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  • 1-V 365- \mu{\rm W} 2.5-MHz Channel Selection Filter for 3G Wireless Receiver in 55-nm CMOS

    Publication Year: 2014 , Page(s): 1164 - 1169
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    This paper presents a novel 1-V 2.5-MHz continuous-time filter for 3G wireless application, fabricated using a standard 55-nm CMOS process. The four-pole filter topology includes a single pole-tracking Operational Amplifier (OPAMP) structure to achieve low in-band noise levels, high out-of-band linearity, and reduced power consumption. An automatic frequency tuning circuit is developed to compensate for process and environmental variations. The proposed filter achieves inband noise of 18-μV rms and out-of-band IIP3 of 33 dBm within 365 μW. The out-of-band spurious-free dynamic range is measured at 76.7 dB, resulting in a figure-of-merit of 1.24 × 10-4 fJ. View full abstract»

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  • Litho-Friendly Decomposition Method for Self-Aligned Triple Patterning

    Publication Year: 2014 , Page(s): 1170 - 1174
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    Multiple patterning lithography is the most likely manufacturing process for sub-32 nm technology nodes. Among different multiple patterning methods, self-aligned patterning has attracted much interest due to its robustness against overlay errors. However, self-aligned patterning compliance is subject to the litho-friendliness of the applied decomposition method. This brief establishes self-aligned triple patterning (SATP) decomposition requirements and proposes a litho-friendly layout decomposition method. First, the major SATP litho-friendliness requirements are explained. In-silico experiments on SATP process indicate that layout features printed by the structural spacers are the most accurate ones. Therefore, we propose an ILP-based decomposition which avoids decomposition conflicts and maximizes the use of structural spacers simultaneously. Experiments reveal that the proposed method improves overlay robustness and line-edge roughness of the attempted test cases. View full abstract»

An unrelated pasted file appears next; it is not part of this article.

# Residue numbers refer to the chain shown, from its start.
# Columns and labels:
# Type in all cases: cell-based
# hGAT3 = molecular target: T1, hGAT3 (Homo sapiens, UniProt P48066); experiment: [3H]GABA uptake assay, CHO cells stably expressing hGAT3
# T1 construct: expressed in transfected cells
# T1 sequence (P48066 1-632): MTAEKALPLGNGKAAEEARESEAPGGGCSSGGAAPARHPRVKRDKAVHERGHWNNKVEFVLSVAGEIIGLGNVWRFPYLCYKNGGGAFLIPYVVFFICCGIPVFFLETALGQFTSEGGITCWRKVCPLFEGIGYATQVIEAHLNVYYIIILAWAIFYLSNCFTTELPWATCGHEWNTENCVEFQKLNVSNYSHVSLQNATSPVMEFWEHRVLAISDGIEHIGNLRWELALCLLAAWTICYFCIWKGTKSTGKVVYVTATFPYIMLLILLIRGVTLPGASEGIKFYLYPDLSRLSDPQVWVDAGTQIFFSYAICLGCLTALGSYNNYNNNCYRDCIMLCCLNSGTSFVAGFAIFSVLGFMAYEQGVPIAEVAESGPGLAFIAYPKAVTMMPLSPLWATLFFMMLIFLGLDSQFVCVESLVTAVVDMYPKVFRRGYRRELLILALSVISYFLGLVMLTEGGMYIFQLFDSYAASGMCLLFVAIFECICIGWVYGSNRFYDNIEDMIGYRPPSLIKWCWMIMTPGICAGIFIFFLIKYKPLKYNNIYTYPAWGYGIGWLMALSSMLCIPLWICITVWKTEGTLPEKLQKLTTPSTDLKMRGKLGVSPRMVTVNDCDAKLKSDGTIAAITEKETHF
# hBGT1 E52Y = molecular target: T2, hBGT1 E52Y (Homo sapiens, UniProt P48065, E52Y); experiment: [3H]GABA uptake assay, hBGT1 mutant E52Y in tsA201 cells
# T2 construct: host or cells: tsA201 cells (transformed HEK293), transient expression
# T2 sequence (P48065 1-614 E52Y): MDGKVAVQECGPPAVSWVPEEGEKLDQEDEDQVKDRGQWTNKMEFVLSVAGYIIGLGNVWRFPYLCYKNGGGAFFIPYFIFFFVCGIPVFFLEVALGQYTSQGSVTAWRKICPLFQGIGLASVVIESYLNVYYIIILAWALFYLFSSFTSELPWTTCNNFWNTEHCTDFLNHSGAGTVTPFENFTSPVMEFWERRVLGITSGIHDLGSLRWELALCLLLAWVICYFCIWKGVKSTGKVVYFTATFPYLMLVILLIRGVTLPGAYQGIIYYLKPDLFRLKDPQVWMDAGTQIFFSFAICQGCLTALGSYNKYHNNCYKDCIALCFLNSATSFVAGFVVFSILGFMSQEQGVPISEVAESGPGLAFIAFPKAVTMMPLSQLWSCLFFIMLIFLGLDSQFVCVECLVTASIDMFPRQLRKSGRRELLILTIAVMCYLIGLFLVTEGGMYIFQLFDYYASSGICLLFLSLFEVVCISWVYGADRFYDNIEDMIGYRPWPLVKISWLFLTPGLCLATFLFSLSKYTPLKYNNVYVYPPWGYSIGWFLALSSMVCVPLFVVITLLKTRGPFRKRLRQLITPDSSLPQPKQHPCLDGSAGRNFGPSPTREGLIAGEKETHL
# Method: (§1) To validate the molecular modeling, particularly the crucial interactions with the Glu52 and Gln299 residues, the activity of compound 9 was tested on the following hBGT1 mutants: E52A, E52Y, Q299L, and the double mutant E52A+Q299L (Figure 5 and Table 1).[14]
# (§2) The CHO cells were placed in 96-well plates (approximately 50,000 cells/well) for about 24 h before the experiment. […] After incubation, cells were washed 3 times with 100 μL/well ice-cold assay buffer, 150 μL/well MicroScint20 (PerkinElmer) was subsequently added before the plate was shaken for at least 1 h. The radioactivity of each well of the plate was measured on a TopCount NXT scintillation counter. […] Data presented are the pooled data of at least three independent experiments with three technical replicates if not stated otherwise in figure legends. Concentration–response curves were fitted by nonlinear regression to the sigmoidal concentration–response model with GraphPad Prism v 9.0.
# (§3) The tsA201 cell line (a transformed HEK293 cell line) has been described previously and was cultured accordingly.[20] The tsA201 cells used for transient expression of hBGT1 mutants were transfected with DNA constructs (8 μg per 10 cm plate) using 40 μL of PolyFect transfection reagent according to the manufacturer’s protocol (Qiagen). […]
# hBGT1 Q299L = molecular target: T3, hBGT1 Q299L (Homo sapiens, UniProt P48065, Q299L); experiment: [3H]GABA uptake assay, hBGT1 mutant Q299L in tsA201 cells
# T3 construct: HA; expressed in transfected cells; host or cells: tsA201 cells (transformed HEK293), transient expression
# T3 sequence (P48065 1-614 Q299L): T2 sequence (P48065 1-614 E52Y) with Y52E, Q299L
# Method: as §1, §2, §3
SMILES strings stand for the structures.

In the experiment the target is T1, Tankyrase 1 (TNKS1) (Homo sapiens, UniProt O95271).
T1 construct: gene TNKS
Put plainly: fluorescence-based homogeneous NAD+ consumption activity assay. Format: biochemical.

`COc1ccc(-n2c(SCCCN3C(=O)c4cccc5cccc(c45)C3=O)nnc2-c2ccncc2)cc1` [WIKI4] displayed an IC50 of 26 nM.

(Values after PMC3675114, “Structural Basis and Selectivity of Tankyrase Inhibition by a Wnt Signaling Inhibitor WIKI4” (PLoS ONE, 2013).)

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  • Area-Delay Efficient Binary Adders in QCA

    Publication Year: 2014 , Page(s): 1174 - 1179
    Cited by:  Papers (1)
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    As transistors decrease in size more and more of them can be accommodated in a single die, thus increasing chip computational capabilities. However, transistors cannot get much smaller than their current size. The quantum-dot cellular automata (QCA) approach represents one of the possible solutions in overcoming this physical limit, even though the design of logic modules in QCA is not always straightforward. In this brief, we propose a new adder that outperforms all state-of-the-art competitors and achieves the best area-delay tradeoff. The above advantages are obtained by using an overall area similar to the cheaper designs known in literature. The 64-bit version of the novel adder spans over 18.72 μ2 of active area and shows a delay of only nine clock cycles, that is just 36 clock phases. View full abstract»

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  • Optimization Scheme to Minimize Reference Resistance Distribution of Spin-Transfer-Torque MRAM

    Publication Year: 2014 , Page(s): 1179 - 1182
    Cited by:  Papers (1)